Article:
9. Do you supply bees?

No we do not.


10.  How can I get your stock if I can't get nucs?

After many years, we have decided not to sell bees or queens.  Therefore, the only way is getting a queen from someone else who bought our stock before.


11.  Why didn't you supply queens before the first Monday in July?

We control both the maternal and paternal lines of our breeding.  It takes about 35-40 days for drones to get from egg laid until sexually mature.  Each queen should mate with up to 40 drones.  That means that we must flood the area with sexually mature drones during good weather to get properly mated queens.  Then research indicates that a queen should be left to lay for a while before putting her in a cage.  Saskatchewan springs are difficult to predict when they will arrive.  There would be no point in raising queens, if we didn't allow 1 month for drones to mature and another month for queens to get mated and start laying.  It is safe to predict that queens will start laying drones by the end of April, but in this part of Saskatchewan, it would be irresponsible for me to assume they would start laying them before that.  It would be possible, but not probable.  Therefore, we know that we would have well mated queens in July, but it is a gamble with Mother Nature to promise them before that.


12. What are the signs of a queenless/not queen right hive?

Beekeeping is an art as much as a science.  The following are signs that a hive is queenless, but depending on the time of year or beekeeper behaviour they could also indicate something else.


13. How should I introduce a queen? top

14.  Do you use cages to introduce a queen?

We have used and continue to use depending on the situation:
  • JZ-BZ cages with candy
  • hardware cages with marshmallows
  • push-in cages with brood that allow the queen to keep laying
  • newspaper


How and when do you make your splits?

As a cautionary note, we are experienced beekeepers in a relatively isolated area.  We are constantly inspecting for contagious bee diseases and can recognize them at low levels.  We treat our whole operation as a unit and therefore, mix bees and brood often to make queens and new hives.  If you are not able to recognize diseases without help and are not in an isolated area, we do not recommend following this method.  Learn the trade first.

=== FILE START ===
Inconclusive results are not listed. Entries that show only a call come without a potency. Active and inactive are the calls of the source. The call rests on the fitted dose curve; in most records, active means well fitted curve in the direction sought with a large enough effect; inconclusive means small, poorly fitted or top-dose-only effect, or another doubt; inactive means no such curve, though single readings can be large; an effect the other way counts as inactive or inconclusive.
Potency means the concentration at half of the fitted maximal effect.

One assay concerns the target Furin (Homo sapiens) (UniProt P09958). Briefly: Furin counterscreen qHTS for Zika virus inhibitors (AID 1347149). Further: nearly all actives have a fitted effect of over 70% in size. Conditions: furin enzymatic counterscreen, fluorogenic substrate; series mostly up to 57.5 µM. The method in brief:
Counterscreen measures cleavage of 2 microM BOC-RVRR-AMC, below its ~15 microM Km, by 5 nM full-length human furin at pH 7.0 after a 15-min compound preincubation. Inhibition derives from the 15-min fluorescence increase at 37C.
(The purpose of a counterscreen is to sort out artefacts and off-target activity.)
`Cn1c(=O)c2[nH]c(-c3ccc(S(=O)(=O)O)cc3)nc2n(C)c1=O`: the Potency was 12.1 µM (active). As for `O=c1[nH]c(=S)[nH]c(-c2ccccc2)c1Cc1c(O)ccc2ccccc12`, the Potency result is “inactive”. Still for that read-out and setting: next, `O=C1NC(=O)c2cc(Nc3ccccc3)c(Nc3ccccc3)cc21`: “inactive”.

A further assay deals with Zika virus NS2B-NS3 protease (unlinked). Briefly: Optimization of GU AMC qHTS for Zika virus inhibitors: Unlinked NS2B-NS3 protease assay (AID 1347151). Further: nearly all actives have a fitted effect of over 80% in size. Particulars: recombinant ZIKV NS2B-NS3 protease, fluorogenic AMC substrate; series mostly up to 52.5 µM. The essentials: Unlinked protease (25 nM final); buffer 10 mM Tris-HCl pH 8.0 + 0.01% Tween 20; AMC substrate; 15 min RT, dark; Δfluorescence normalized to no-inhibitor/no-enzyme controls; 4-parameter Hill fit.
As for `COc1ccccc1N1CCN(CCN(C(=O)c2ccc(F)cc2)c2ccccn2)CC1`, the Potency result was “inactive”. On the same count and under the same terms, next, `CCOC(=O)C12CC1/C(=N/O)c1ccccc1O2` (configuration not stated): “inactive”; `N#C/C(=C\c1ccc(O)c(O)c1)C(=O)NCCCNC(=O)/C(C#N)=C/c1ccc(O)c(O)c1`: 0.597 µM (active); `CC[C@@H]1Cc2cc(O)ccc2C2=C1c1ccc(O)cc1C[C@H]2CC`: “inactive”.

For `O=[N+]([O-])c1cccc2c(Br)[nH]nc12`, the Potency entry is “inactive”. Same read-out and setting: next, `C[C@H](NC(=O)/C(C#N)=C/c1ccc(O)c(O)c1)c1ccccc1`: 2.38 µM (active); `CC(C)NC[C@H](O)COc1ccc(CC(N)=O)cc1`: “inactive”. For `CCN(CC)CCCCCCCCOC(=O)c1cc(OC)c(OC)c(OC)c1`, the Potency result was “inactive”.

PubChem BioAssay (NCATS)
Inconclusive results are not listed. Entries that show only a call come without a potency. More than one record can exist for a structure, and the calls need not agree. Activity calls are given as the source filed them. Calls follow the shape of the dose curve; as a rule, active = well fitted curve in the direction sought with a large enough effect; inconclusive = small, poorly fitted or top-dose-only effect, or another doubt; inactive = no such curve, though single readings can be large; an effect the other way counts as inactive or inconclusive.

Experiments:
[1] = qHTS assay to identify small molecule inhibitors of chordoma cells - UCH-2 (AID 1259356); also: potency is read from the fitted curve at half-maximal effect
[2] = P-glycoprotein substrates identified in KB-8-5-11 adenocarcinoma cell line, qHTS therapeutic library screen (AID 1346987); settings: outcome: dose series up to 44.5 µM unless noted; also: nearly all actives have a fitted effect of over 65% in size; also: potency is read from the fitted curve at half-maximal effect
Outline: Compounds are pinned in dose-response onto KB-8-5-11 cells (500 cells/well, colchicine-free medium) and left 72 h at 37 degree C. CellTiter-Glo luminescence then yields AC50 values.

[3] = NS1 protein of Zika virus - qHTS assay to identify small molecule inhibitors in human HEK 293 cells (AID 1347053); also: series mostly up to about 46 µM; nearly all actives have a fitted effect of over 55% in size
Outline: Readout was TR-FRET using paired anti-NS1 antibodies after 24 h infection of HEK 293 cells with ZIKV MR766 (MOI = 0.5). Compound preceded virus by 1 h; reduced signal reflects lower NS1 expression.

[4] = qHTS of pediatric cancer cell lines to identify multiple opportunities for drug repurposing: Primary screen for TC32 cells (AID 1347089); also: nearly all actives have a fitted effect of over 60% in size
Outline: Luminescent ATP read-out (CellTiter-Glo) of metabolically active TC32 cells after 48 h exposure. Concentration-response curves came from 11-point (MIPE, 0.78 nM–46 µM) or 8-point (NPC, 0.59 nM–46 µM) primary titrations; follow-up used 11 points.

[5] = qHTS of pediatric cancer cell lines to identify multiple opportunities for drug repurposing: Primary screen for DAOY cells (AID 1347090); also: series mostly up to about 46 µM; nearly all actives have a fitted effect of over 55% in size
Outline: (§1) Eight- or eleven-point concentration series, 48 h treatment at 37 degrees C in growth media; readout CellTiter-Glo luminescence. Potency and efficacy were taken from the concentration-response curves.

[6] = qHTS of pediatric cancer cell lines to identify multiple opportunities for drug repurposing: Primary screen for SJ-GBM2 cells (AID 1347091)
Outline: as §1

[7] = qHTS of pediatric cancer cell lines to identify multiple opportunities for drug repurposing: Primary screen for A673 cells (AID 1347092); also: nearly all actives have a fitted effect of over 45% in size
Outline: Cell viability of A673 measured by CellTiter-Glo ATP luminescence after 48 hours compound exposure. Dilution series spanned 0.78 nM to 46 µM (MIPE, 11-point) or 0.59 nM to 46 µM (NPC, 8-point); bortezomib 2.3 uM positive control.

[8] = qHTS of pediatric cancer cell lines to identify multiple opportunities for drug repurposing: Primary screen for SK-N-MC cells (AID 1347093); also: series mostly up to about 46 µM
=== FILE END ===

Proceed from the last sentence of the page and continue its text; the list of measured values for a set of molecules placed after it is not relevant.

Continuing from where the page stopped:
We don't ever make splits. We use the income tax method of making new hives, skim from the strong without weakening them.  Once we have queens, so July or maybe June and into August, we start pulling one or two combs of capped brood from strong hives every few weeks.  It is a method of swarm prevention that never weakens our hives.  Then we use those combs of capped brood to make new nucs or hives.  The number of combs that we use to start a nuc or a hive depends on how late in the season it is.  A hive or nuc started in June or July should both produce honey and be strong enough to rob brood from in a month.  Note: If you have American Foul Brood (AFB) spores in just one hive, this will contaminate the whole operation very quickly.

We also will cannibalize the brood from the weak hives, the "dinks", once we have queens.  Boosting weak hives is a waste of time because a weak hive is usually the sign of a poor queen in our operation.  We will kill those queens and use that brood to start nucs or hives as well.  Note:  Weak hives could also be the sign of AFB, Varroa or another disease.  This too would quickly contaminate the whole operation.


16.  How do you overwinter your hives?

Outside in singles, 5 frame nucs and mating nuc hives.  See the following articles for more information:


17.  Can I overwinter my hive on a screened bottom board?

We do.  We slide a piece of coraplast in to block the wind from blowing in the screened bottom board.  Our hives are on a 4 foot pallet and wrapped for the winter.  They are also covered with snow as soon as we have enough.  We find that the screened bottom board helps regulate moisture in the hive so that there isn't as much mould in the spring.


 18. Do you cover the whole hive with snow?  How do the bees get in and out?

Yes, we cover the whole hive with snow including the entrances as soon as we have enough snow.  We have been doing this since the early 1990’s.  We use a push blade on the tractor and snow shovels.  The bees generate enough heat that they will melt back a little cavity under the snow so that the hives look like they are in a little igloo.  The bees can still fly out into that cavity to both defecate and die.  As we get more snow we will go back out and cover the holes (we call them chimneys) that they melt out from under the snow.  Every year we put up more snow fence attached to our bear fences around the beeyards to catch the snow.